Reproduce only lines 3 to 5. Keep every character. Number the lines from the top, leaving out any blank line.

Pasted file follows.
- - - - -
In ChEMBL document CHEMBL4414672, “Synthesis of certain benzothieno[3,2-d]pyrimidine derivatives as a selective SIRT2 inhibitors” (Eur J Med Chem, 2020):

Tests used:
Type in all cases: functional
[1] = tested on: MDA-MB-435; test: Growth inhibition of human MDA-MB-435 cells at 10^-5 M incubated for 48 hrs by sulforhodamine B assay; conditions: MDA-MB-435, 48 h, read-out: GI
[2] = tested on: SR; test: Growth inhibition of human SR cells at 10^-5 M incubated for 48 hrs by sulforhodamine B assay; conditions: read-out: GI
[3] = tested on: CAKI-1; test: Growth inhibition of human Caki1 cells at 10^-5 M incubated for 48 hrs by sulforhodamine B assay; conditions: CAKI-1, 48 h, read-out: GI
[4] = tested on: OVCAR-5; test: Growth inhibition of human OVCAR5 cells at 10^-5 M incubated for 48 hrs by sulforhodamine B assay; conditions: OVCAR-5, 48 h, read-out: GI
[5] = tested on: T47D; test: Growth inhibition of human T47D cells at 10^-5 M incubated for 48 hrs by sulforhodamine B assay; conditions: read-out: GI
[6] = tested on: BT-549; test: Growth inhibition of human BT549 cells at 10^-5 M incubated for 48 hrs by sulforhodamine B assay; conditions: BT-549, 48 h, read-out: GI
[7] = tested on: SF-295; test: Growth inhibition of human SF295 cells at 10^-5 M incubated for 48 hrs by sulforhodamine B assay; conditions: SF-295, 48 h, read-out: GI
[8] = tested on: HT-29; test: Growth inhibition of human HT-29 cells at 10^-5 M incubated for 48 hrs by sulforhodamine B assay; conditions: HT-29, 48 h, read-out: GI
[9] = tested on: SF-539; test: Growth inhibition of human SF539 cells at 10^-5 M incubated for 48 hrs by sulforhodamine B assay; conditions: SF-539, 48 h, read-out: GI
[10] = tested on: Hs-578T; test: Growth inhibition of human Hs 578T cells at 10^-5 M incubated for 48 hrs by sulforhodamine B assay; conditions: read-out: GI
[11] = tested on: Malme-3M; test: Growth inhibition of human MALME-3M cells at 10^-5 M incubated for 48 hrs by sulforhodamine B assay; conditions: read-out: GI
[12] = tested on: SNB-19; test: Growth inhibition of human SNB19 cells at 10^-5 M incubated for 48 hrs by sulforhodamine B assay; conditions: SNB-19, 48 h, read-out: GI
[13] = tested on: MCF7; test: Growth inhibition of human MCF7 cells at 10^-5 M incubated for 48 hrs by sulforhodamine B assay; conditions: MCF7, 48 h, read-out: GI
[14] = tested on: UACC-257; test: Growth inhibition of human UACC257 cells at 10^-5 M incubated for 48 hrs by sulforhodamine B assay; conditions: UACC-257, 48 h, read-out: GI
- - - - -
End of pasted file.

Type in all cases: functional
[1] = tested on: MDA-MB-435; test: Growth inhibition of human MDA-MB-435 cells at 10^-5 M incubated for 48 hrs by sulforhodamine B assay; conditions: MDA-MB-435, 48 h, read-out: GI
[2] = tested on: SR; test: Growth inhibition of human SR cells at 10^-5 M incubated for 48 hrs by sulforhodamine B assay; conditions: read-out: GI